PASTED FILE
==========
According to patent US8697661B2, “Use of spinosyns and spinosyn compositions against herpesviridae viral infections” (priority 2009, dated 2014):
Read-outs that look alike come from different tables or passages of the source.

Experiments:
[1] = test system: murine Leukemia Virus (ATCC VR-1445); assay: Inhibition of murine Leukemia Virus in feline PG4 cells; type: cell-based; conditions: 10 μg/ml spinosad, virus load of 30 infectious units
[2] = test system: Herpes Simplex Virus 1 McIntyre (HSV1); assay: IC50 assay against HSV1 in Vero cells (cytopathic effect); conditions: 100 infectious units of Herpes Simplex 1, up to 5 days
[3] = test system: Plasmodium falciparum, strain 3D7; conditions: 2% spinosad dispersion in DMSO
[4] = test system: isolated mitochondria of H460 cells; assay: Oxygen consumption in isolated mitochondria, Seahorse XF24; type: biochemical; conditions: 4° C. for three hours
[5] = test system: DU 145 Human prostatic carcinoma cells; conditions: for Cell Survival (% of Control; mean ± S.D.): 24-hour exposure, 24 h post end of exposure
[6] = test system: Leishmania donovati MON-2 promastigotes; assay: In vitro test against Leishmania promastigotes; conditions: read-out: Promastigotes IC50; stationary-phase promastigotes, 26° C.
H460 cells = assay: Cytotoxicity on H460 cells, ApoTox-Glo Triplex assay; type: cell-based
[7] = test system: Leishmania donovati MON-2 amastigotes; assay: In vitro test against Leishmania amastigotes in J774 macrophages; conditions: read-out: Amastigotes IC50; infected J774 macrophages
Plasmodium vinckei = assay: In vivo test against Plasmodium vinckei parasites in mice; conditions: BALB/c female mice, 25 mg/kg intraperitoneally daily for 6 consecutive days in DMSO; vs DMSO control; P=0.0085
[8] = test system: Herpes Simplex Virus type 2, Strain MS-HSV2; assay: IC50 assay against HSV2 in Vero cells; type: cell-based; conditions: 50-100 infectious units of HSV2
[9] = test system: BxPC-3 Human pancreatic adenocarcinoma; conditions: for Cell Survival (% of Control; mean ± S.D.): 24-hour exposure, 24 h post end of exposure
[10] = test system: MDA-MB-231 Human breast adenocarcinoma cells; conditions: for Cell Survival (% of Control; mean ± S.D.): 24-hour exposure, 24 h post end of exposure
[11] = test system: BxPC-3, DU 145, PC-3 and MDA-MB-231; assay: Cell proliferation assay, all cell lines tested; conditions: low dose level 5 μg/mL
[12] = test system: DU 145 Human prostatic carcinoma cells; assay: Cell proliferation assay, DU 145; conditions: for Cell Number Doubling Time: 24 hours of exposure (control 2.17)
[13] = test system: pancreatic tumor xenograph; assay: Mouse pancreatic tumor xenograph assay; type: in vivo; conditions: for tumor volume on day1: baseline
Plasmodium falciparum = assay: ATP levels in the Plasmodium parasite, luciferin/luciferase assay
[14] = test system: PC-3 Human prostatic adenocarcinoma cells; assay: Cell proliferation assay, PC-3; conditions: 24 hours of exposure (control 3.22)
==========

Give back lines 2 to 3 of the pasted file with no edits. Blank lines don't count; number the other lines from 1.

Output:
Read-outs that look alike come from different tables or passages of the source.

Experiments: